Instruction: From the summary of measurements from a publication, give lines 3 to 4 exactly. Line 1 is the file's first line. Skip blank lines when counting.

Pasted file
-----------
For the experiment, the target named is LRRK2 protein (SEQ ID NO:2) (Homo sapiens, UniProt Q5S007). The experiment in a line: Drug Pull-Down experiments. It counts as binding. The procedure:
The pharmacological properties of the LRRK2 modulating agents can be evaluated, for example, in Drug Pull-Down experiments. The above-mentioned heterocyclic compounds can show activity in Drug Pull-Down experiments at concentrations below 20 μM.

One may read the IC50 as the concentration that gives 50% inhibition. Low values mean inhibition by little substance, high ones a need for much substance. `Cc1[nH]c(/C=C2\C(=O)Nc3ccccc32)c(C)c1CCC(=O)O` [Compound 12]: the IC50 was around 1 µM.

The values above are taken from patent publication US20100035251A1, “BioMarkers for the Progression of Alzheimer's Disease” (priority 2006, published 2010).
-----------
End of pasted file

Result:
One may read the IC50 as the concentration that gives 50% inhibition. Low values mean inhibition by little substance, high ones a need for much substance. `Cc1[nH]c(/C=C2\C(=O)Nc3ccccc32)c(C)c1CCC(=O)O` [Compound 12]: the IC50 was around 1 µM.

The values above are taken from patent publication US20100035251A1, “BioMarkers for the Progression of Alzheimer's Disease” (priority 2006, published 2010).